I think Jesus would have concurred that perhaps one religion is not better than another but at some point there would have been a necessity to commit to something!

What ultimately connects us to the divine is the Incarnation, where God took on flesh in Jesus Christ,sharing our humanity so that we might share in his divinity.

That just sounds like more Catholic gjibberish - rigid thinking that can't even imagine another frame of reference.

I am sorry that you mistake my passion for gibberish!
I respect those of all religion and those of none, for you to assume otherwise is just that...an assumption.
I think those who repeatedly point to the very grave sins, injustices and crimes of SOME in the catholic church whilst refusing to acknowledge the goodness, acts of humanitarianism, concern for nature, etc, ect, of the majority, display true rigidness and total lack of imagination as well as being disingenuous, dishonest, 'blind' and unfair!
There is no one more sickened and saddened by the crimes of the past which can and never should never be forgotten, but just as there seems to great annoyance and upset at my perceived rigid thought there is also anger at the blatant disregard and total blindness for the many acts of true Christianity carried out by the many, many women and men who have taken to heart the tenet of Jesus Christ's teaching; 'Love one another as I have loved you!'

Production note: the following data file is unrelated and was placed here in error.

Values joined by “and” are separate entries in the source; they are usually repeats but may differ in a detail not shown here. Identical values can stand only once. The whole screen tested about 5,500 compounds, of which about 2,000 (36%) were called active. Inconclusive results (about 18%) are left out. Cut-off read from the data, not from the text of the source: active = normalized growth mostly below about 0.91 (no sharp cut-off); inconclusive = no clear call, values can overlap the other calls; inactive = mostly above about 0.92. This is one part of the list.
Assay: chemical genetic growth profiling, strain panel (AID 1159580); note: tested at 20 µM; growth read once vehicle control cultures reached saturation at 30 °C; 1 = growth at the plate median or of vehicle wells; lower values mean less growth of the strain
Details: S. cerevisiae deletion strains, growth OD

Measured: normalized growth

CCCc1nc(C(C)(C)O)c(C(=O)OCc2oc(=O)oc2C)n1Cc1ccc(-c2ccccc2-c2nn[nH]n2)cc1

These people are committed to their spirituality completely and utterly, it is typical of a christian/catholic to pour scorn on it, they work hard at their practices, day in day out, and share their knowledge, they are disiplined and dedicated, their knowledge is vast,and they research huge amounts, nobody has bigger libraries than these people.
SVP and other such compassionate organisations are funded by the public, including pagans, who do their charity walks etc too.
The Vatican is the issue here, which is the ultimate hierarchial institution of all, would Jesus approve of it's misuse of wealth,it's arrogance and vanity?.
Jesus was good, Vatican is not.